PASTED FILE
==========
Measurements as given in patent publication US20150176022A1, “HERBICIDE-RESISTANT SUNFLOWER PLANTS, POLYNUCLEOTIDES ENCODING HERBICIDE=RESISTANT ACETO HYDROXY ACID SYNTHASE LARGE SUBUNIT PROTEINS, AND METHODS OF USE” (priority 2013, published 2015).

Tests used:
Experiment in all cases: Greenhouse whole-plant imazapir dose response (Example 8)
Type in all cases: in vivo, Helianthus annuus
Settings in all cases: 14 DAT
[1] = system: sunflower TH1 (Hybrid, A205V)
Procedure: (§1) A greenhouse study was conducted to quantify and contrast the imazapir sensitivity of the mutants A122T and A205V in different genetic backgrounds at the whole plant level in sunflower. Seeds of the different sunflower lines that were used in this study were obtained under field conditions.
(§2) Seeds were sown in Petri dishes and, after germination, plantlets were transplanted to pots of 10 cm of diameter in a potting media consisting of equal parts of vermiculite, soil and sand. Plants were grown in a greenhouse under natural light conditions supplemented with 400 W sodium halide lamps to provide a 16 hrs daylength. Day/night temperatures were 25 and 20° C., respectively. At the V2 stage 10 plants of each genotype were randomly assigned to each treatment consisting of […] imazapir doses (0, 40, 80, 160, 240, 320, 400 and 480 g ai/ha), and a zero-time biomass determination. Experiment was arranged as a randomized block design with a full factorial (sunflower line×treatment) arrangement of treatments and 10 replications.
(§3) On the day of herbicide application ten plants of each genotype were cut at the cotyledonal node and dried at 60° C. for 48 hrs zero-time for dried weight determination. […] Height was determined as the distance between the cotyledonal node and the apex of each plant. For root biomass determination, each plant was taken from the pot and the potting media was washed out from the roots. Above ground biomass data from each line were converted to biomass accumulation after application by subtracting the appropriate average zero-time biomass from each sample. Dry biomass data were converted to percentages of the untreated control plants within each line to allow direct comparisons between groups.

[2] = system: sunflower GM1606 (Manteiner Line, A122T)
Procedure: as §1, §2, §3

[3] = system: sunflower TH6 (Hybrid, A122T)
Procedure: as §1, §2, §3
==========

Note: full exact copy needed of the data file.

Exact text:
Measurements as given in patent publication US20150176022A1, “HERBICIDE-RESISTANT SUNFLOWER PLANTS, POLYNUCLEOTIDES ENCODING HERBICIDE=RESISTANT ACETO HYDROXY ACID SYNTHASE LARGE SUBUNIT PROTEINS, AND METHODS OF USE” (priority 2013, published 2015).

Tests used:
Experiment in all cases: Greenhouse whole-plant imazapir dose response (Example 8)
Type in all cases: in vivo, Helianthus annuus
Settings in all cases: 14 DAT
[1] = system: sunflower TH1 (Hybrid, A205V)
Procedure: (§1) A greenhouse study was conducted to quantify and contrast the imazapir sensitivity of the mutants A122T and A205V in different genetic backgrounds at the whole plant level in sunflower. Seeds of the different sunflower lines that were used in this study were obtained under field conditions.
(§2) Seeds were sown in Petri dishes and, after germination, plantlets were transplanted to pots of 10 cm of diameter in a potting media consisting of equal parts of vermiculite, soil and sand. Plants were grown in a greenhouse under natural light conditions supplemented with 400 W sodium halide lamps to provide a 16 hrs daylength. Day/night temperatures were 25 and 20° C., respectively. At the V2 stage 10 plants of each genotype were randomly assigned to each treatment consisting of […] imazapir doses (0, 40, 80, 160, 240, 320, 400 and 480 g ai/ha), and a zero-time biomass determination. Experiment was arranged as a randomized block design with a full factorial (sunflower line×treatment) arrangement of treatments and 10 replications.
(§3) On the day of herbicide application ten plants of each genotype were cut at the cotyledonal node and dried at 60° C. for 48 hrs zero-time for dried weight determination. […] Height was determined as the distance between the cotyledonal node and the apex of each plant. For root biomass determination, each plant was taken from the pot and the potting media was washed out from the roots. Above ground biomass data from each line were converted to biomass accumulation after application by subtracting the appropriate average zero-time biomass from each sample. Dry biomass data were converted to percentages of the untreated control plants within each line to allow direct comparisons between groups.

[2] = system: sunflower GM1606 (Manteiner Line, A122T)
Procedure: as §1, §2, §3

[3] = system: sunflower TH6 (Hybrid, A122T)
Procedure: as §1, §2, §3